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Starting the School Year Right: Maximizing Each Child's Potential
By Shelley Butler

Free the child's potential, and you will transform him into the world.
--Maria Montessori
 
At school, young children experience miraculous things. They explore their world, learn about who they are, develop new relationships, discover what kind of learner they are, uncover their strengths, and basically, learn and practice new skills in every area of development. All this prepares children to go out into the world with a rich blend of confidence and capability. It’s no wonder then, that the start of the year is a mixed bag of emotions with pressure on everyone to get things started successfully.
 
So, how do you start the year right and free the promise of each child? Parent’s and teachers can:
1. Learn about child development in the early years, then attempt to know where each individual child is in their development.
2. Help a child prepare and be ready for the demands of school.
3. Provide realistic expectations about school and high expectations about potential; avoid promises that you can’t keep.
4. Offer learning activities and reading choices that are fun, and never make learning a chore.
 
Here’s how:
 
As a Teacher:
Learn about child development in the early years, and then attempt to get to know each individual child. Child development research tells us that children develop skills within an age range and in a specific order. There is a wide range of skills related to school readiness, such as being able to sit in one place for periods of time, the ability wait for a turn, raise one's hand and cooperate/share. Some skills may take a long period of time to master, and the range of ages that children typically begin to learn these tasks varies widely.
 
As a Parent:
Help a child prepare and be ready for the demands of school.
 
At home:
• Make sure your child has adequate sleep, nutrition and exercise.
• Help your child learn to separate easily from you. Short babysitting sessions are a good introduction to practicing separation for school.
• Provide situations where your child has the opportunity to get along in groups of children.
• Offer opportunities for your child to play by himself.
• Introduce the concepts of transitioning to quiet time and sitting still.
• Encourage her to use her words when she needs or wants something.
• Visit school before the start to ease his anxiety of the unknown.
• Create a simple getting-ready-for-school ritual (getting dressed, eating breakfast, a special kiss on the hand to hold onto or a magical hug to say goodbye).
• Continue to read aloud to, talk and listen to, play with your child, and offer a variety of experiences that will help your child learn more about herself and the world.
 
For the Teacher:
• Make home visits, if possible.
• Hold an open house prior to the start of school.
• Hold a parent orientation meeting.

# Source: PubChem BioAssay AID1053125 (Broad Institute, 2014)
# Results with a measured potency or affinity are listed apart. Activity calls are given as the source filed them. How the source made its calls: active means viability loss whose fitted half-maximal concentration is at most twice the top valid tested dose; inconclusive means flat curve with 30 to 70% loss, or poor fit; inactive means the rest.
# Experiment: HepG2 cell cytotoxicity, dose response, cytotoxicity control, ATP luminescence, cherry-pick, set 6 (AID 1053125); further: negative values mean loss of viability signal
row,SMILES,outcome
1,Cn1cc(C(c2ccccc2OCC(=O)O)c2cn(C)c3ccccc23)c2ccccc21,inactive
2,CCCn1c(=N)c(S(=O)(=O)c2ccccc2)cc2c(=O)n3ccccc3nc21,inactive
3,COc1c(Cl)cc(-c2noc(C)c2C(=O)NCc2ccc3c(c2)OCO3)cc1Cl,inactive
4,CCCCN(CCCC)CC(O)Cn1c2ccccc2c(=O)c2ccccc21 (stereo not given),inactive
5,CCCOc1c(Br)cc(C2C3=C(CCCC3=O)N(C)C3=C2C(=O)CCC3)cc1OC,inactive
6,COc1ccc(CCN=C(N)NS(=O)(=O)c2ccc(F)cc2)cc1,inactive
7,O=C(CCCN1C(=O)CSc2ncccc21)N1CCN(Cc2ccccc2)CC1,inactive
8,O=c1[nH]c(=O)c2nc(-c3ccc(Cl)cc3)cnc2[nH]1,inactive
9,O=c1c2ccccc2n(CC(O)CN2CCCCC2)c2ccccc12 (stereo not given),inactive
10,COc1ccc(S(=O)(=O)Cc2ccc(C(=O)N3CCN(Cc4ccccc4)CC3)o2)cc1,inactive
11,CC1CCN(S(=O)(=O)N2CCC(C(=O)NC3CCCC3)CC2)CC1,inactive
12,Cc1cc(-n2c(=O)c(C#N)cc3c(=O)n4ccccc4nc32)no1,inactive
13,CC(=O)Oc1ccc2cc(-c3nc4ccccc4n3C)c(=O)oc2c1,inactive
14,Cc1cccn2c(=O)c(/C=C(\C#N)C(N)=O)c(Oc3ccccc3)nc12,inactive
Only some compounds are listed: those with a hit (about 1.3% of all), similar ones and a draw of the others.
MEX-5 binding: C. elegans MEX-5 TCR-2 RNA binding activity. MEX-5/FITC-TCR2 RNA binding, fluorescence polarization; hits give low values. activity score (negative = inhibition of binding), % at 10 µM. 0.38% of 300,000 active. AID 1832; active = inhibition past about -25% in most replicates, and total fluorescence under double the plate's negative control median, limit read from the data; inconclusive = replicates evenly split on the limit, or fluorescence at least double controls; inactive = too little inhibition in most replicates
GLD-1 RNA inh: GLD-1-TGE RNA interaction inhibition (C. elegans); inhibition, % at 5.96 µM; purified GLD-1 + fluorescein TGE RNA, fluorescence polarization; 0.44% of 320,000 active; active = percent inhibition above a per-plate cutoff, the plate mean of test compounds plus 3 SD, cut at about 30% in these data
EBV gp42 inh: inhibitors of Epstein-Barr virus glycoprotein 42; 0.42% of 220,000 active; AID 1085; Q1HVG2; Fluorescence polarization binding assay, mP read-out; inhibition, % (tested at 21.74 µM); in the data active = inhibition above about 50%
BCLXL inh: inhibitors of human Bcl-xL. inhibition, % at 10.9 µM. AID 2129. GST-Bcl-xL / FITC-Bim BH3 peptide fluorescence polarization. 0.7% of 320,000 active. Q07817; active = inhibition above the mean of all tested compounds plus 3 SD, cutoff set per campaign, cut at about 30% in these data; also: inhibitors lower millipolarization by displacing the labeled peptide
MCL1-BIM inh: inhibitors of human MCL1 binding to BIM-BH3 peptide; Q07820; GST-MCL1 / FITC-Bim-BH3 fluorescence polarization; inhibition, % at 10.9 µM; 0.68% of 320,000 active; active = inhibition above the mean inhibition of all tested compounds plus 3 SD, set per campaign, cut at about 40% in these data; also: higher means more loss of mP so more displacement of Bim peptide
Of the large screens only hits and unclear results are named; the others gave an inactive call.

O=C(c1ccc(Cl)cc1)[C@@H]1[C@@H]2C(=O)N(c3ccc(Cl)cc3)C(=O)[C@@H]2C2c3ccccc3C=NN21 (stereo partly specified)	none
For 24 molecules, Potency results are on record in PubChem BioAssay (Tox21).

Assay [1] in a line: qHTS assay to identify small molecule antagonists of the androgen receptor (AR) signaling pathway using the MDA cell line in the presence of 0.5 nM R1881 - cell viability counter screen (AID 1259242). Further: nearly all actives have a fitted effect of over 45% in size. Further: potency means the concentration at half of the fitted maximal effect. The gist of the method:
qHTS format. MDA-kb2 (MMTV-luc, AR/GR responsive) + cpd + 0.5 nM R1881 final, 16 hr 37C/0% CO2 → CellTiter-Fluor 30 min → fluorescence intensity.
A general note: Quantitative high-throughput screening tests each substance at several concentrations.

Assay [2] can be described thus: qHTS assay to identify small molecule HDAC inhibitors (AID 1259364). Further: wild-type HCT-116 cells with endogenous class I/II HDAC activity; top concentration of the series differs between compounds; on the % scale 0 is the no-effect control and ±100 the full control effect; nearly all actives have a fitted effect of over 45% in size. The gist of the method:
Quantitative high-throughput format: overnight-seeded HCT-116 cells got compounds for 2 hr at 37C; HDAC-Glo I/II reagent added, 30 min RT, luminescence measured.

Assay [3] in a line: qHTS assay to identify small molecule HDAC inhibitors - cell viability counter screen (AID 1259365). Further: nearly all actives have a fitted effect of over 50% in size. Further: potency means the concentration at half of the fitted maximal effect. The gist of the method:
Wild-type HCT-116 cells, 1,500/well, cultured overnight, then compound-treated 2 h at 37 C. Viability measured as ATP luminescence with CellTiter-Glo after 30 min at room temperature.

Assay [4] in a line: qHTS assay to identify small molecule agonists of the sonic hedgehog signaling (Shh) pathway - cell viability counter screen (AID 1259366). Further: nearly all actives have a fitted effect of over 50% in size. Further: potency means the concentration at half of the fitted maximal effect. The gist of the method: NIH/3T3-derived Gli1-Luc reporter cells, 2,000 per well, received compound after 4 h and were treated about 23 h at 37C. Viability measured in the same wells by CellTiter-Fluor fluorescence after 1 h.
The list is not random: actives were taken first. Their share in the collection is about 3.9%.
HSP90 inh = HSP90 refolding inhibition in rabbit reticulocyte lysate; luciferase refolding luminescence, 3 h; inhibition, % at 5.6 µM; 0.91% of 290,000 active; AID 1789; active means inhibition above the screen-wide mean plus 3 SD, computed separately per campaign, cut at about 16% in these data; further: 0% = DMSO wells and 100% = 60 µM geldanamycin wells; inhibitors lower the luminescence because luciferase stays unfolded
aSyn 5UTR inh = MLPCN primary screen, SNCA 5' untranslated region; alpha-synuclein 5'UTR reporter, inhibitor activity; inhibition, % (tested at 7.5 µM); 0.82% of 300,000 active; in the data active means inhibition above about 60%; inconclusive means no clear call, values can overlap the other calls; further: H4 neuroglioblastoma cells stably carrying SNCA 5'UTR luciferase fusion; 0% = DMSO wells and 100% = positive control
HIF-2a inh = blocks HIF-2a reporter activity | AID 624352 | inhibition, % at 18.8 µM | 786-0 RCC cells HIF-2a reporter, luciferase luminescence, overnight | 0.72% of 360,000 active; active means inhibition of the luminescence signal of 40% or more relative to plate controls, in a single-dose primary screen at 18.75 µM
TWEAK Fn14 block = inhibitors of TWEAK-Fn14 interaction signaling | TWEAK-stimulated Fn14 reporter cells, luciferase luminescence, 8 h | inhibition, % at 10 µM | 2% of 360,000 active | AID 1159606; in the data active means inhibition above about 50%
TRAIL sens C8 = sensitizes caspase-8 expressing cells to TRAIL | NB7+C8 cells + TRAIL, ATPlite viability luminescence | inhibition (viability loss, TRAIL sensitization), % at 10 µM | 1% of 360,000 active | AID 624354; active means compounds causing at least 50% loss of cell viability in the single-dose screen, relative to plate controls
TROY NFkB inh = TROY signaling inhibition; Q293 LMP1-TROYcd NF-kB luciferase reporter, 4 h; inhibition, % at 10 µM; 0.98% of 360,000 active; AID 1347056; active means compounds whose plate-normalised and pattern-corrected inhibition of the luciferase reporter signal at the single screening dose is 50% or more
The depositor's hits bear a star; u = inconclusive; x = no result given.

• Set up the classroom with well-defined spaces, so you can see every part of the room, so organizing noisier areas are apart from quiet areas, and always with safety in mind.
• Set routines and transition rituals, but allow children plenty of time to learn them.
• On the first day, plan to help each child find his or her cubby and name (wherever it might appear around the room), and show him the well-defined play and reading areas around the room. Introduce children to each another, but avoid overwhelming small children by introducing them to everyone at once.  Recognize that the pace needs to stay unhurried.
• Plan activities that help you and the children learn about each other, such as “Me” posters or self-portraits.
• Get to know each child as an individual with unique likes, dislikes and temperaments.
• Provide opportunities in all areas and for all learning styles that will allow children to explore who they are, what their strengths are, develop into what kind of learner they will be, and most importantly, foster  a love for learning.
Offer enthusiastic but realistic expectations about school and high expectations about a child’s capacity to learn; avoid promises that you can’t keep.
 
Expectations that both parents and teachers can offer children:
• Your school schedule is: [which days of the week and at what time].
• There are many other children your age at your school that you can get to know and with whom you can play. 
• It’s okay to feel excited and a little scared at the same time; lots of children feel that way.
• There are many different kinds of toys to play with and activities to do.
• A routine, including indoor and outdoor playtime, stories, group/circle time, and activities, helps you understand what will happen each day and in what order. After a while at school, you will know what to expect and you will feel more comfortable.
• Your teacher is someone who cares about you and helps you learn and feel good about school.
 
High expectations about potential: